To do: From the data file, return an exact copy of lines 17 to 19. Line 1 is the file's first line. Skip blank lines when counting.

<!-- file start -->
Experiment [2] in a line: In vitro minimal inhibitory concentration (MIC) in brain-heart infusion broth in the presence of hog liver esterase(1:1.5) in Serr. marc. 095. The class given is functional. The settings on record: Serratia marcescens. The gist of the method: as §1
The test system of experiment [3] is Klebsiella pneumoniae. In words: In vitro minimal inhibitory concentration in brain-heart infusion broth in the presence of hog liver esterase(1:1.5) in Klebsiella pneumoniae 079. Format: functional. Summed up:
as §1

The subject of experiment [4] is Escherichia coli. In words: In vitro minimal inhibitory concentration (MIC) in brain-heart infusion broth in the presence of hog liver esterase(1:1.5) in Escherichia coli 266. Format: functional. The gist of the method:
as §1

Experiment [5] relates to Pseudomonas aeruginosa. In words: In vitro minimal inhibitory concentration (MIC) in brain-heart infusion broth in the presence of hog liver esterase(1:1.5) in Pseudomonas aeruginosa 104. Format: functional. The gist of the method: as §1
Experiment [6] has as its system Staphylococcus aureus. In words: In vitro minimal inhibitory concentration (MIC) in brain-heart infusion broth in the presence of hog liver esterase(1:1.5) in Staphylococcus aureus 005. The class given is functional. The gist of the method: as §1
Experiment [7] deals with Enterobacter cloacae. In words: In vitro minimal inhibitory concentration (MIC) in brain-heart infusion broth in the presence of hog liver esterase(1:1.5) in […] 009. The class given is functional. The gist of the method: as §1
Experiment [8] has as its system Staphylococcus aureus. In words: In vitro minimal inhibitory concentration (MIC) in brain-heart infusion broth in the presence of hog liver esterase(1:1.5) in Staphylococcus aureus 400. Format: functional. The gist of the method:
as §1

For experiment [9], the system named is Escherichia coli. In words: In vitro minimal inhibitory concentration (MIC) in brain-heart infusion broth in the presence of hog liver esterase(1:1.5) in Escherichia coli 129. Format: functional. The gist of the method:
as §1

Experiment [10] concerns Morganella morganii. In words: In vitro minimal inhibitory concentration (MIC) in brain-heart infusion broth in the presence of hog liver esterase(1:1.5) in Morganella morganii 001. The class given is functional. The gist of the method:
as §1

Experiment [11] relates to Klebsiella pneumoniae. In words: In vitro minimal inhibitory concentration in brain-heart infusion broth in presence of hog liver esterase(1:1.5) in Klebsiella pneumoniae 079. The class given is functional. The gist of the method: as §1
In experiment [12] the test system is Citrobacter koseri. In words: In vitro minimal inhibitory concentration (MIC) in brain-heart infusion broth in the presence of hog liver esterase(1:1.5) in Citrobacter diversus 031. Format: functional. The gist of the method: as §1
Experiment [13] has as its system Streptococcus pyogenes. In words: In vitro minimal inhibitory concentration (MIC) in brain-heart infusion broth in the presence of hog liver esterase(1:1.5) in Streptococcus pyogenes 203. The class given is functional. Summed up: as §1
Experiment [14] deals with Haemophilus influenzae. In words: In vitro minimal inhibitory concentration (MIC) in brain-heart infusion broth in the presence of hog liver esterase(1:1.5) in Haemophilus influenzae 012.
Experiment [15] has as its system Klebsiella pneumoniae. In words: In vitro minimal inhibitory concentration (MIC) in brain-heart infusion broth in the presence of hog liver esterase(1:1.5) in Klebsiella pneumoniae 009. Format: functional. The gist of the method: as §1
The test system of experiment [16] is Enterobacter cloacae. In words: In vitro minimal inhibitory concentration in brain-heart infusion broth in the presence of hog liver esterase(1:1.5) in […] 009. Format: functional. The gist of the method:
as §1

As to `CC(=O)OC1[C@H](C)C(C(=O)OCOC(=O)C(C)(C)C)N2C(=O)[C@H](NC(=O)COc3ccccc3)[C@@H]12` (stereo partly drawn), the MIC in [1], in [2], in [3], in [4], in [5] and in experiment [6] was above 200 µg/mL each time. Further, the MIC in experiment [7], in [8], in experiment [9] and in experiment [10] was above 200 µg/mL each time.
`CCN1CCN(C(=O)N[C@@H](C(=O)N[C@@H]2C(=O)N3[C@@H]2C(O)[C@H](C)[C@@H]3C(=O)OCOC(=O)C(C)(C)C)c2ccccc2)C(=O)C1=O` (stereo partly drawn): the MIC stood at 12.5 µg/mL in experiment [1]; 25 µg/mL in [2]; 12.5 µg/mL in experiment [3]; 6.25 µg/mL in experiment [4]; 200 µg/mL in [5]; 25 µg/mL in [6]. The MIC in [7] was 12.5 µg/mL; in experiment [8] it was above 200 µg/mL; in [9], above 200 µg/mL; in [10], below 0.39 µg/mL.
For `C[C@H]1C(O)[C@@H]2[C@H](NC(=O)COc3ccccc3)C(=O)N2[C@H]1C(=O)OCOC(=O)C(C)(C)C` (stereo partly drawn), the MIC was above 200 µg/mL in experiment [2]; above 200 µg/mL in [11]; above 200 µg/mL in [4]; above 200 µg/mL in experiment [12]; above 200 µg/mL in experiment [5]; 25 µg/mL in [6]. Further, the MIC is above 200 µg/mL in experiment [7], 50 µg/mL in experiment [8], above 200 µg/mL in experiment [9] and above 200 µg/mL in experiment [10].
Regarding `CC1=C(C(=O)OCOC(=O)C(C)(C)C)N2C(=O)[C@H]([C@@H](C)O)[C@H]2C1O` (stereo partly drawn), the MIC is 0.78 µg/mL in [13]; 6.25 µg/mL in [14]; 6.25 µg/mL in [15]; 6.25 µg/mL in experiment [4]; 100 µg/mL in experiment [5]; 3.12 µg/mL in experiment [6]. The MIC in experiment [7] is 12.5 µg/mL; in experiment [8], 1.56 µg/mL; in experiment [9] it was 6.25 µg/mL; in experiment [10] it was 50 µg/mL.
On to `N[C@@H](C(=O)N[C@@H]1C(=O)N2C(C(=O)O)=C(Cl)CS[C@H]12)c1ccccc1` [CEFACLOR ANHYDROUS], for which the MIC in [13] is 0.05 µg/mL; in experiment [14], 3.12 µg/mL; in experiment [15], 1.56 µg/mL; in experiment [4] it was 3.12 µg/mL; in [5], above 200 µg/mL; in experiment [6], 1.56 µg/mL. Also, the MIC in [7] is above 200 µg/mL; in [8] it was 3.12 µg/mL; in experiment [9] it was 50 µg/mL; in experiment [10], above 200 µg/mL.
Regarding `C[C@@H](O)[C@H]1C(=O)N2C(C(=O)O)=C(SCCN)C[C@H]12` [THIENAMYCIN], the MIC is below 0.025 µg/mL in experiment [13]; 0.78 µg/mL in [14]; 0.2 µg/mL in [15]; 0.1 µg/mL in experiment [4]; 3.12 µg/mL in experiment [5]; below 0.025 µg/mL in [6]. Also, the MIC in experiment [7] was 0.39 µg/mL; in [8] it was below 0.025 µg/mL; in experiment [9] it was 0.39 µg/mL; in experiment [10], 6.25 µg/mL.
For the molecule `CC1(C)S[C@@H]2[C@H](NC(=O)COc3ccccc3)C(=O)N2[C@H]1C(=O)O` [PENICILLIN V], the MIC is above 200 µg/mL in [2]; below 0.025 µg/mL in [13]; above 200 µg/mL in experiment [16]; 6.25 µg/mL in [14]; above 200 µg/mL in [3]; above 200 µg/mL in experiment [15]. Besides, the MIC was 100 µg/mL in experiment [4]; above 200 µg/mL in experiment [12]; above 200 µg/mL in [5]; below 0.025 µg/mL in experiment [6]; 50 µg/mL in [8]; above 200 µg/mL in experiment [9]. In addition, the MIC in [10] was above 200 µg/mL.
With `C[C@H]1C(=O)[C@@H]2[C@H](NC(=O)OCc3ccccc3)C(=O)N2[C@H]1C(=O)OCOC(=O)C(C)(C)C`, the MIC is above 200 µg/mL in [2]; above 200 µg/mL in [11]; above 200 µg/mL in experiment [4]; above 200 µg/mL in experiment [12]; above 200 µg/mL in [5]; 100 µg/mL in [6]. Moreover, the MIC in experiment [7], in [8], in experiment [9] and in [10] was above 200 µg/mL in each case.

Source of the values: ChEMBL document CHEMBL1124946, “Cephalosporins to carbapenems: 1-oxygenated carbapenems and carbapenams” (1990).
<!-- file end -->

Experiment [13] has as its system Streptococcus pyogenes. In words: In vitro minimal inhibitory concentration (MIC) in brain-heart infusion broth in the presence of hog liver esterase(1:1.5) in Streptococcus pyogenes 203. The class given is functional. Summed up: as §1
Experiment [14] deals with Haemophilus influenzae. In words: In vitro minimal inhibitory concentration (MIC) in brain-heart infusion broth in the presence of hog liver esterase(1:1.5) in Haemophilus influenzae 012.
Experiment [15] has as its system Klebsiella pneumoniae. In words: In vitro minimal inhibitory concentration (MIC) in brain-heart infusion broth in the presence of hog liver esterase(1:1.5) in Klebsiella pneumoniae 009. Format: functional. The gist of the method: as §1